Understanding changes in the direction and speed of ocean currents is useful for understanding the effects of climate change. Typically the spatio-temporal variability of sea currents is measured through obtaining remotely sensed ocean wave data coupled with measurements from drifting buoys, gliders, and high-frequency radar. A group of researchers wanted to test if drifting seabirds could offer a novel way of collecting data about sea current velocity and direction. To test their theory, the researchers attached GPS trackers to 75 Scopoli’s shearwaters (Calonectris diomedea).
The study site was the Balearic Sea located in the Mediterranean Sea where the Scopoli’s shearwaters tend to drift on the ocean surface during foraging, known as rafting behavior. While less than 10% of the seabird’s time is spent rafting, 405 trajectories were collected, and of those, 85% were spent drifting on the ocean surface for up to 6 hours at a time. Researchers concluded that ocean surface currents and local winds were the dominate influences in Scopoli’s shearwater drift movements. After comparing seabird rafting trajectories with satellite-derived ocean velocity data, the researchers concluded that their study demonstrated “the potential of seabird drift movements to monitor surface currents and mesoscale features in the Balearic Sea.” While this approach to tracking sea currents would not replace current satellite/in situ measurements, using tracking technology from seabird behavioral studies could supplement sea velocity data.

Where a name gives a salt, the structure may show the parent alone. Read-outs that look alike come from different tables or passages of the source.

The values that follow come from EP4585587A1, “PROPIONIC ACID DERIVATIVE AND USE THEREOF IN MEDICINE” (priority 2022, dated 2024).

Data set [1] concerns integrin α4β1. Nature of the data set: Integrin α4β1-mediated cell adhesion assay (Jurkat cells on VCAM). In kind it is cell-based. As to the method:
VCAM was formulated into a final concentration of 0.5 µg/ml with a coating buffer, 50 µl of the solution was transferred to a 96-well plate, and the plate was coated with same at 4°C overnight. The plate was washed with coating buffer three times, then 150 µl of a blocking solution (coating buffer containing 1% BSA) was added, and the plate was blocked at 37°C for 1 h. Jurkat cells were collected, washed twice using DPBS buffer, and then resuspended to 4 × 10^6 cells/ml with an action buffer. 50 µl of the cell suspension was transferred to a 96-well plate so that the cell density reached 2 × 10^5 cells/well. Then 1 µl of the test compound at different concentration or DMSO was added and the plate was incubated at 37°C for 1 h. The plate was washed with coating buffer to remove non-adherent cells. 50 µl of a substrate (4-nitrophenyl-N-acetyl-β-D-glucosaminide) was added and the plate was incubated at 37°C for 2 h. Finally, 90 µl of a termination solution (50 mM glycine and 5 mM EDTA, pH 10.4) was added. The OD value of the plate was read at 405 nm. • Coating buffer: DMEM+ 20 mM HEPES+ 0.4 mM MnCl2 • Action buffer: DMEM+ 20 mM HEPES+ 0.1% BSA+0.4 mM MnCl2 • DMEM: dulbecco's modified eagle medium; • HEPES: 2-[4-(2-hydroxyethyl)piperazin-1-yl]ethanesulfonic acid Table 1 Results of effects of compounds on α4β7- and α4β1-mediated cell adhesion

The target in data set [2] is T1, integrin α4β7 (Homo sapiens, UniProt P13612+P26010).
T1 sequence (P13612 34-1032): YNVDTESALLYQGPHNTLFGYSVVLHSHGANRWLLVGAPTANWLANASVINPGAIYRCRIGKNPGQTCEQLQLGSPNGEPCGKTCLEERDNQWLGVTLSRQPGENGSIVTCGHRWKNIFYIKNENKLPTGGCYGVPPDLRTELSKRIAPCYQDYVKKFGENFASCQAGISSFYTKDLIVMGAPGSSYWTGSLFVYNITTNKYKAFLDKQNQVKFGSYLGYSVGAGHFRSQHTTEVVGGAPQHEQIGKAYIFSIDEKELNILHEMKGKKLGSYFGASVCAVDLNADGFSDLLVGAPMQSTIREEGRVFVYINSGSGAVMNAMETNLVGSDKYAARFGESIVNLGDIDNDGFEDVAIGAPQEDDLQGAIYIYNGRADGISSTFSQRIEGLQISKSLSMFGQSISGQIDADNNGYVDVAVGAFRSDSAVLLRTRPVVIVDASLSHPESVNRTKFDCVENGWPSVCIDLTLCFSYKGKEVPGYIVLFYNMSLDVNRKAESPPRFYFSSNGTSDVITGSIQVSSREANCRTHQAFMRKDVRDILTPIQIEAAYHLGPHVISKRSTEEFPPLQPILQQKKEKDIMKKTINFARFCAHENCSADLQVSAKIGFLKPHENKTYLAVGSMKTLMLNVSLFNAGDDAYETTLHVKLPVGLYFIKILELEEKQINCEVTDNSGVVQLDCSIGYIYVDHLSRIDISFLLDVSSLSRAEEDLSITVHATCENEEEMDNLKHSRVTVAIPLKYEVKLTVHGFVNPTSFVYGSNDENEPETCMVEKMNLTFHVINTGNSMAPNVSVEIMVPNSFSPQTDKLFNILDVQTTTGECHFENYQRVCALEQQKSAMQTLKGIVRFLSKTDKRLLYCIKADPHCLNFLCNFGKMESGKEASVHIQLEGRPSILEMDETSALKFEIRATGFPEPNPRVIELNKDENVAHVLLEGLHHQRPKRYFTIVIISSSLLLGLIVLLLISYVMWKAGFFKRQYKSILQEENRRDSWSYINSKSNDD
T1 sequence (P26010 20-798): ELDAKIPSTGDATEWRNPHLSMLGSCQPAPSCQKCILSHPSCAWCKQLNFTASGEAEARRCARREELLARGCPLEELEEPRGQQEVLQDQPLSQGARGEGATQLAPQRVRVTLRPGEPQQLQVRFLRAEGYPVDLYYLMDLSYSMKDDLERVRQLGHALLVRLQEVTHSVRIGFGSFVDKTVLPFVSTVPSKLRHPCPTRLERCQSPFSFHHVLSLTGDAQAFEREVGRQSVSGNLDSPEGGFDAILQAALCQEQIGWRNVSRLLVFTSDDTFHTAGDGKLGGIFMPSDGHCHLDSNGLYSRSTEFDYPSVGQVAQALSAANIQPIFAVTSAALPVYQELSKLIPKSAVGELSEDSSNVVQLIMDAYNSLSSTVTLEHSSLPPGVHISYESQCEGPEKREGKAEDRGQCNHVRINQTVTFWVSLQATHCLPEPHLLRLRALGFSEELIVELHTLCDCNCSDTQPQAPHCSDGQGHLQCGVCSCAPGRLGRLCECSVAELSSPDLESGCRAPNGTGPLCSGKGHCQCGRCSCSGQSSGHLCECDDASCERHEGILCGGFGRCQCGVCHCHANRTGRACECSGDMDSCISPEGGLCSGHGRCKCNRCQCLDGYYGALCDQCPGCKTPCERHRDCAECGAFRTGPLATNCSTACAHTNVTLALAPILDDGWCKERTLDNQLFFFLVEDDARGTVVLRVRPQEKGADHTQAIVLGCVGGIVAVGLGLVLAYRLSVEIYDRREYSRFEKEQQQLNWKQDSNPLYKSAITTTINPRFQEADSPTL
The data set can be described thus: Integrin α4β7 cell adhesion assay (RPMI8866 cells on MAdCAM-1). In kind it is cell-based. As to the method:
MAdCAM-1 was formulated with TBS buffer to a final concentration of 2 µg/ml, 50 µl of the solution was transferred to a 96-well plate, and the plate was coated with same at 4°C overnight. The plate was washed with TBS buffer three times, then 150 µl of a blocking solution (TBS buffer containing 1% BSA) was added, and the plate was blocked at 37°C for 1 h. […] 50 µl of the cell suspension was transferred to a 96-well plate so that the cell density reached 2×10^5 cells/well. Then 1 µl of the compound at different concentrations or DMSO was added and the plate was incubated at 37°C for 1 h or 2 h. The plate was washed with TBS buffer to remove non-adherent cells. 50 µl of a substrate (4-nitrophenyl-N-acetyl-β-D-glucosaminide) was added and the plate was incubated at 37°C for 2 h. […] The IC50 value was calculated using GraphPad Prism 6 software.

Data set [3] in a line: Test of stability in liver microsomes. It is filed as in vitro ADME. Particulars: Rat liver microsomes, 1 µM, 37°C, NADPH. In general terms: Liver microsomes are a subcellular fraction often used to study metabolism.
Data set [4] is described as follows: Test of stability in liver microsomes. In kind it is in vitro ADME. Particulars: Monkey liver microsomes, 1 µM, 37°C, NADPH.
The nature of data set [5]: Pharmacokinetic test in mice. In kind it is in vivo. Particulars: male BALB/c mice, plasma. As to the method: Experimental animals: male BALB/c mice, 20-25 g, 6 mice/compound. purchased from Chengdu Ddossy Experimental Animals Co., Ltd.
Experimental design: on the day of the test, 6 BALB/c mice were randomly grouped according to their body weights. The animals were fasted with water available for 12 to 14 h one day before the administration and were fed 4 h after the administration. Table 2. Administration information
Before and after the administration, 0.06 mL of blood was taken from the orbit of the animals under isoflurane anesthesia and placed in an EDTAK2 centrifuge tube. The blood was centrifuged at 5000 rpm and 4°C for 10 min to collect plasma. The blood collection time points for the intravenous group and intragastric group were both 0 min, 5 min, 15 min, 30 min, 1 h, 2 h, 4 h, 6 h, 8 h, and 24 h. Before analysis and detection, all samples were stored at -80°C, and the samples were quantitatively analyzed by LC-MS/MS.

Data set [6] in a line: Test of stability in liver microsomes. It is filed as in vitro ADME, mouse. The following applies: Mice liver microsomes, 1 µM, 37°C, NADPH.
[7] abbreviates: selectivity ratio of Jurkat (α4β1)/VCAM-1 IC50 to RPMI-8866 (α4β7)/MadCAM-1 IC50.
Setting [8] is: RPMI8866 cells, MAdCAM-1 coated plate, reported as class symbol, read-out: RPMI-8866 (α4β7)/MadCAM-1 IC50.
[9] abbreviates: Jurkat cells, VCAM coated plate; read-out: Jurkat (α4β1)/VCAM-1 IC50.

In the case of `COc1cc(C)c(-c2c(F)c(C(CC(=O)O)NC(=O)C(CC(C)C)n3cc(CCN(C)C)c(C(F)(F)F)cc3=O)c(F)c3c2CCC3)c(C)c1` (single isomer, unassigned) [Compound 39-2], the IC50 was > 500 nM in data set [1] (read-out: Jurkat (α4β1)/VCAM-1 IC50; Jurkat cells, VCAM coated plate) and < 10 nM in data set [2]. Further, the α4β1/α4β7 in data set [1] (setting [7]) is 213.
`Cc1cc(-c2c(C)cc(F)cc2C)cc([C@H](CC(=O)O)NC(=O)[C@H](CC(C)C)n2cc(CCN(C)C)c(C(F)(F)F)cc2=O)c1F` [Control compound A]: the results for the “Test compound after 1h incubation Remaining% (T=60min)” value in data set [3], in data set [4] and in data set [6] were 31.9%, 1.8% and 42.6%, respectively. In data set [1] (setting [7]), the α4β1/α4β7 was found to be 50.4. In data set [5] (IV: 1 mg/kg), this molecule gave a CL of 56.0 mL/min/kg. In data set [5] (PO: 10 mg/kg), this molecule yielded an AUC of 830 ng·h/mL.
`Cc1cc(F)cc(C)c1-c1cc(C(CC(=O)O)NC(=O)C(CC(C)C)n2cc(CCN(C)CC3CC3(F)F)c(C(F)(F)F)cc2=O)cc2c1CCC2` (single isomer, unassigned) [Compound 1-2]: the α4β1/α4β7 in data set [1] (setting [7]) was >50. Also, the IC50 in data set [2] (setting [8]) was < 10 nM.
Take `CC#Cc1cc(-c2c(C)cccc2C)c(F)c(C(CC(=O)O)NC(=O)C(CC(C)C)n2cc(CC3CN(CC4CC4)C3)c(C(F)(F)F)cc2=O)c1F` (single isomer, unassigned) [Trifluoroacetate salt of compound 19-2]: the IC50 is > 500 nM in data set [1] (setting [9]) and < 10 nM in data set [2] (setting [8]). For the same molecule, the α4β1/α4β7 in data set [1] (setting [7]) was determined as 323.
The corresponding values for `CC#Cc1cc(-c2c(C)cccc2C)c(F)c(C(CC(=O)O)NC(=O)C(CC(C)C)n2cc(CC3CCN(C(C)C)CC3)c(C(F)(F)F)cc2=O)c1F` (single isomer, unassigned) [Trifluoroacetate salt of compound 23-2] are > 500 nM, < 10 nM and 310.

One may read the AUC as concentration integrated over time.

Sánchez-Román, A., Gómez-Navarro, L., Fablet, R., Oro, D., Mason, E., Arcos, J. M., … Pascual, A. (2019). Rafting behaviour of seabirds as a proxy to describe surface ocean currents in the Balearic Sea. Scientific Reports, 9(1), 17775. https://doi.org/10.1038/s41598-018-36819-w
- Debris from the 2011 Japanese Tsunami Carried Almost 300 Marine Species Across the Pacific Ocean
- Understanding Ocean Wave Patterns from Satellite Imagery of Sun Glitter